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WHO chief scientist warns of Omicron BA.2, new variants

Hinting that the pandemic is not over, World Health Organisation’s (WHO) chief scientist Soumya Swaminathan noted that currently Omicron BA.2 is dominant worldwide including in India. And several other variants like the XE, BA.4, and BA.5 have also been detected. Under such circumstances, it is extremely essential to maintain all COVID rules to curb the spread of the virus. The WHO expert also indicated that there is no need for another lockdown-like measure in the future, but ‘all people must wear masks’ as a precautionary measure.

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2) India

UK PM Two-Day India Visit: Boris Johnson Announces Deals Worth £1 Billion

United Kingdom Prime Minister Boris Johnson during his visit to India announced a host of commercial deals worth £1 billion, as he aimed to deepen the strategic trade, defense, and people-to-people ties between the two countries. As many as 1,000 new jobs will be created as part of this deal through a new Switch Mobility electric bus R&D center in the UK and the opening of their Asia Pacific Headquarters in Chennai, Britain said. Investment from leading Indian manufacturer Bharat Forge and electric truck maker Tevva Motors is set to expand to a new site in the south-east and create 500 new jobs, the country added. Around 1,600 jobs will be added as Indian software company Mastek will be investing £79mn over the next three years all over the UK, the statement by the high commission said. With India set to invest USD 300 billion by 2030 to modernize its armed forces, sources said collaboration in the defense sector was one of the key focus areas of the meeting between Adani and Johnson. Discussions revolved around how Adani Group and British companies can collaborate to co-design and develop aerospace and defense technologies as part of the Atmanirbhar Bharat initiative, sources told PTI.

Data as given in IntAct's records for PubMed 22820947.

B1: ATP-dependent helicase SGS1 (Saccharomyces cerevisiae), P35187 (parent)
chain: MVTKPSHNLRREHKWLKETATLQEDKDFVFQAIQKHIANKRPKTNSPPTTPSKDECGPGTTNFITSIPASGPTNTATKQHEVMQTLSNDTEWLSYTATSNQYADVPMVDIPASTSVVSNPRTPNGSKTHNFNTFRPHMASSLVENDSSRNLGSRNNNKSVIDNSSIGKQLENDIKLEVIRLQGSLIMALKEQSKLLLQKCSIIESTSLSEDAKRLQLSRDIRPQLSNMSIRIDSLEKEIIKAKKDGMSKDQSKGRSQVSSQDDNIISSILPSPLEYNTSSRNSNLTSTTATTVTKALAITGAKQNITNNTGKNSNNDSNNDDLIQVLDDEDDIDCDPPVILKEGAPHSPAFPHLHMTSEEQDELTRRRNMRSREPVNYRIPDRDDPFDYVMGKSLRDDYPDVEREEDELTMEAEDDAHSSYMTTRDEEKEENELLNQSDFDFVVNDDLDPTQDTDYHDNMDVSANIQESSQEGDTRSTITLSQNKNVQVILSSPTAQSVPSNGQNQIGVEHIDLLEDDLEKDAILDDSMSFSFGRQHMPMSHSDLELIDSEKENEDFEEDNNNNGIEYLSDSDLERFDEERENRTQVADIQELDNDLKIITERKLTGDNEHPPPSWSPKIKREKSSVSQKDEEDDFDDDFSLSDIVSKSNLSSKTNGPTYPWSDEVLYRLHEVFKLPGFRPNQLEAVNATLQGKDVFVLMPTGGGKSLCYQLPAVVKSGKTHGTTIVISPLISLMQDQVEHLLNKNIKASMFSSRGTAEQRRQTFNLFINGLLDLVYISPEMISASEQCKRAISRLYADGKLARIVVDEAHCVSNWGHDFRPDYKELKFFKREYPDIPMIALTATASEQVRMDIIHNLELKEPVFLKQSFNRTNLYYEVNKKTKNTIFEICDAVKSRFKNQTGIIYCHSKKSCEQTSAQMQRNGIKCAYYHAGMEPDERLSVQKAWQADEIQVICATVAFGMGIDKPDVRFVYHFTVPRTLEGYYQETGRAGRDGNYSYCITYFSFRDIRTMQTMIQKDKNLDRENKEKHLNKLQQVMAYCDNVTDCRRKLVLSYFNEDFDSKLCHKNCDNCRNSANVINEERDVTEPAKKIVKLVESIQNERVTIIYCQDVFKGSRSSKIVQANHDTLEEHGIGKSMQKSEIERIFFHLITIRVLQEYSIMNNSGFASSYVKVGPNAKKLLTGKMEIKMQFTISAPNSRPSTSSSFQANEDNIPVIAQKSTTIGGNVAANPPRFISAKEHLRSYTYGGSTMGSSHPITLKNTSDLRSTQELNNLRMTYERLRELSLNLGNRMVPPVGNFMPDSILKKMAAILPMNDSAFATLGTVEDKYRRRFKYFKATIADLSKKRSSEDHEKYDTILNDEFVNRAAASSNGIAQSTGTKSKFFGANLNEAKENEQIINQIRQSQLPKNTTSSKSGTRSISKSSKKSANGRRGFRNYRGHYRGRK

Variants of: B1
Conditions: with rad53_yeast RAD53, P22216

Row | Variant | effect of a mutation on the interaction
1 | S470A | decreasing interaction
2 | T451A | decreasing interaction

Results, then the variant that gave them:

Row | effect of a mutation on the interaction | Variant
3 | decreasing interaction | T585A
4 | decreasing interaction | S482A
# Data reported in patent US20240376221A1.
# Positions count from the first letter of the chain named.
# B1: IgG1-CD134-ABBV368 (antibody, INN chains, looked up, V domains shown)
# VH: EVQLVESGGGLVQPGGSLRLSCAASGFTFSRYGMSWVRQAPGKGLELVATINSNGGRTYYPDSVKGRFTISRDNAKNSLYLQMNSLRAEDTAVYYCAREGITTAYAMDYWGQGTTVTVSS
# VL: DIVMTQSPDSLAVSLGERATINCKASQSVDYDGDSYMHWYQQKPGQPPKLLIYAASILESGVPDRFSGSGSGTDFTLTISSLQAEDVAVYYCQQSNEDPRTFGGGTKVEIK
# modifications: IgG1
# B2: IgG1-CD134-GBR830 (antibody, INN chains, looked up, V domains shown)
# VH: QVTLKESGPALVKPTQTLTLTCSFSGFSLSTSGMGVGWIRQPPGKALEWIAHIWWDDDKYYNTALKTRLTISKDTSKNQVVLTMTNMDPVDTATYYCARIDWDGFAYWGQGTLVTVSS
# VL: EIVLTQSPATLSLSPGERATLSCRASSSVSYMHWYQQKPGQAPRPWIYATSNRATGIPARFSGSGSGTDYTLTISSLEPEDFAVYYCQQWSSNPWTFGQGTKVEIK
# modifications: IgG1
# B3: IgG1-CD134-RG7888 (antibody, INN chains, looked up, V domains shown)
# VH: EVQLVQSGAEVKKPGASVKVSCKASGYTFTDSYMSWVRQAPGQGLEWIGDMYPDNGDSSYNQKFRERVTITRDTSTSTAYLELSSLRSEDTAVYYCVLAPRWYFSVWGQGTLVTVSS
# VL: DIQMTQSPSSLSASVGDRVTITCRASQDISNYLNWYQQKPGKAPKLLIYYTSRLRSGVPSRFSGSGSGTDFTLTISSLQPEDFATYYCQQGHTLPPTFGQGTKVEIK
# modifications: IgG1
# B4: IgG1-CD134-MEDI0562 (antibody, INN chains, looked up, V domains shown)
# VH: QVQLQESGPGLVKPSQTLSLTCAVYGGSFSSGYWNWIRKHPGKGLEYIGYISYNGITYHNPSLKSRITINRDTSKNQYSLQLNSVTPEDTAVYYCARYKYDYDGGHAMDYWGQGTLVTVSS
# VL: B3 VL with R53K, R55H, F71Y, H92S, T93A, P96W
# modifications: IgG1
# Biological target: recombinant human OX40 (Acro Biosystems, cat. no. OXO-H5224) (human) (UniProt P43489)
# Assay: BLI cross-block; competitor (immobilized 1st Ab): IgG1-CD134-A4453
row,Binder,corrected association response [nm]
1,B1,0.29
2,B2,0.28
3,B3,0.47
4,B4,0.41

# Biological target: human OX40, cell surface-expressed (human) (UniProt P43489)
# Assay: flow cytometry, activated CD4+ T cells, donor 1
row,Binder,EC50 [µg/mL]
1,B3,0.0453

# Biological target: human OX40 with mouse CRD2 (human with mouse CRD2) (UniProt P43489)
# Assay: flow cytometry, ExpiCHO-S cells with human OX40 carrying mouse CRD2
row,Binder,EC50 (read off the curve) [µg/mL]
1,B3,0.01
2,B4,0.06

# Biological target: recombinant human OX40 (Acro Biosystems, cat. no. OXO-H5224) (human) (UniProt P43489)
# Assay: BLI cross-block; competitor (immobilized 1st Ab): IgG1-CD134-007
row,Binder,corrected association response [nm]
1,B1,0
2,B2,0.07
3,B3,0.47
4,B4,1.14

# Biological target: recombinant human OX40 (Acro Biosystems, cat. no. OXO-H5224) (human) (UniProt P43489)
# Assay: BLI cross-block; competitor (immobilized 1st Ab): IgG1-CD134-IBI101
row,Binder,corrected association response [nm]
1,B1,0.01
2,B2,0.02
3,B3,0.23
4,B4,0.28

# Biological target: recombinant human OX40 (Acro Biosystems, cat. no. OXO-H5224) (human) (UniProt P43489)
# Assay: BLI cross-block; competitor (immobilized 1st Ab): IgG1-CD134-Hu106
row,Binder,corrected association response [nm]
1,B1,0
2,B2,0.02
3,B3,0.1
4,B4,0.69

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PM: ‘India and Russia have had different relationships and we have to reflect that reality’

Boris Johnson has arrived in India where he’s expected to offer to help cut Indian reliance on Russian oil and defense equipment. The Prime Minister said Russia and India have had a “different relationship” compared to Russia and the UK, and “we have to reflect that reality”.

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EU President Ursula von der Leyen arrives in New Delhi on her first official visit

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India suspends tourist visas for Chinese citizens as payback: Report

India has suspended tourist visas issued to Chinese nationals, global airlines body International Air Transport Association (IATA) has told its member carriers. The move appeared to be a response to Beijing stonewalling India’s appeals about approximately 22,000 Indian students enrolled in Chinese universities who are unable to go back for physical classes. The neighboring country has to date refused to let them enter. These students had to leave their studies in China and come to India when the COVID-19 pandemic began at the beginning of 2020. India has urged Beijing to adopt a “congenial stance” in the matter as the continuation of the strict restrictions is putting the academic careers of thousands of Indian students in jeopardy, MEA spokesperson Arindam Bagchi said.

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Raisina Dialogue will focus on six pillars, including Indo-Pacific and high tech

This year’s Raisina Dialogue, India’s premier multilateral foreign policy and geo-economics conference, will focus on six pillars covering a range of contemporary issues from democracy to technology to global health to the Indo-Pacific region. The seventh edition of the conference, hosted by the external affairs ministry in collaboration with the Observer Research Foundation, will be inaugurated by Prime Minister Narendra Modi on Monday. President of the European Commission, Ursula von der Leyen, will join the inaugural session of the three-day conference as chief guest.

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Explained: What is Raisina dialogue?

Raisina Dialogue was started in the year 2016. It is an annual conference to discuss geopolitical and geo-economic issues jointly organized by the Observer Research Foundation (ORF) and the Ministry of External Affairs of India. Prime Minister Narendra Modi will inaugurate the seventh edition of Raisina Dialogue in 2022 on Monday 25 April, announced by Ministry of External Affairs (MEA) spokesperson Arindam Bagchi. The Raisina Dialogue will be held over three days from 25 to 27 April. European Commission President Ursula Von Der Leyen is coming as the chief guest. The concept of Raisina dialogue is inspired by the Shangri-La dialogue. Which is held every year in Singapore. In the Shangri-La dialogue, the focus is mainly to discuss the defense issue. This is also known as Asia’s premier defense summit. Whereas Raisina dialogue is a broad-based term.